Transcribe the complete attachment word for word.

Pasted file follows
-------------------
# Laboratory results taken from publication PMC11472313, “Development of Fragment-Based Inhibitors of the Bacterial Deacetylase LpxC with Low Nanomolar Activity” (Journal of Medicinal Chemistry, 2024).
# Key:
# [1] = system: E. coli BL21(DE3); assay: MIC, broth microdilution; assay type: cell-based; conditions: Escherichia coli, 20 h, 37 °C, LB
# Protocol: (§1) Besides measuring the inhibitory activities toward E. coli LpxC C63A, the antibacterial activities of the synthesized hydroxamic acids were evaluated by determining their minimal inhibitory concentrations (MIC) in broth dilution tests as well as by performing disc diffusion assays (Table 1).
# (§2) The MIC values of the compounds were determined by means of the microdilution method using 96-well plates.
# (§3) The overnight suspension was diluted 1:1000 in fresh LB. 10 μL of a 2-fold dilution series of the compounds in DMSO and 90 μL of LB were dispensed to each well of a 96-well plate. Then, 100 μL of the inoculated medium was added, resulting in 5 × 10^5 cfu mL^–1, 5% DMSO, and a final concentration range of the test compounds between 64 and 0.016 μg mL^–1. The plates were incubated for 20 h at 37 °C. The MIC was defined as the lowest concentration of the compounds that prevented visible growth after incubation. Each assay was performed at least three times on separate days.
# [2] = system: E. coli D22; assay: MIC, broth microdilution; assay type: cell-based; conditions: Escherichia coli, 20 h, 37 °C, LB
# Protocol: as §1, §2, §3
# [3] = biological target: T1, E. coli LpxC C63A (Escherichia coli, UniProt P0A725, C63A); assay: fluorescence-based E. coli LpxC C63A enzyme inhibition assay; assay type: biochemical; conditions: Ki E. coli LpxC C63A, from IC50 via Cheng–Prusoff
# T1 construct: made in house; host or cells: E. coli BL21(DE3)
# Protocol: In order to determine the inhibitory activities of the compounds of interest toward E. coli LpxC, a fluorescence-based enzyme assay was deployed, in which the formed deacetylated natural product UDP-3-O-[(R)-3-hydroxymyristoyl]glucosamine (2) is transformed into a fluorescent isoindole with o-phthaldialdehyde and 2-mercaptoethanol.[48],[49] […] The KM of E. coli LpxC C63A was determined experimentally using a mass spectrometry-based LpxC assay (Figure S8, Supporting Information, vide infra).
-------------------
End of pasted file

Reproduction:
# Laboratory results taken from publication PMC11472313, “Development of Fragment-Based Inhibitors of the Bacterial Deacetylase LpxC with Low Nanomolar Activity” (Journal of Medicinal Chemistry, 2024).
# Key:
# [1] = system: E. coli BL21(DE3); assay: MIC, broth microdilution; assay type: cell-based; conditions: Escherichia coli, 20 h, 37 °C, LB
# Protocol: (§1) Besides measuring the inhibitory activities toward E. coli LpxC C63A, the antibacterial activities of the synthesized hydroxamic acids were evaluated by determining their minimal inhibitory concentrations (MIC) in broth dilution tests as well as by performing disc diffusion assays (Table 1).
# (§2) The MIC values of the compounds were determined by means of the microdilution method using 96-well plates.
# (§3) The overnight suspension was diluted 1:1000 in fresh LB. 10 μL of a 2-fold dilution series of the compounds in DMSO and 90 μL of LB were dispensed to each well of a 96-well plate. Then, 100 μL of the inoculated medium was added, resulting in 5 × 10^5 cfu mL^–1, 5% DMSO, and a final concentration range of the test compounds between 64 and 0.016 μg mL^–1. The plates were incubated for 20 h at 37 °C. The MIC was defined as the lowest concentration of the compounds that prevented visible growth after incubation. Each assay was performed at least three times on separate days.
# [2] = system: E. coli D22; assay: MIC, broth microdilution; assay type: cell-based; conditions: Escherichia coli, 20 h, 37 °C, LB
# Protocol: as §1, §2, §3
# [3] = biological target: T1, E. coli LpxC C63A (Escherichia coli, UniProt P0A725, C63A); assay: fluorescence-based E. coli LpxC C63A enzyme inhibition assay; assay type: biochemical; conditions: Ki E. coli LpxC C63A, from IC50 via Cheng–Prusoff
# T1 construct: made in house; host or cells: E. coli BL21(DE3)
# Protocol: In order to determine the inhibitory activities of the compounds of interest toward E. coli LpxC, a fluorescence-based enzyme assay was deployed, in which the formed deacetylated natural product UDP-3-O-[(R)-3-hydroxymyristoyl]glucosamine (2) is transformed into a fluorescent isoindole with o-phthaldialdehyde and 2-mercaptoethanol.[48],[49] […] The KM of E. coli LpxC C63A was determined experimentally using a mass spectrometry-based LpxC assay (Figure S8, Supporting Information, vide infra).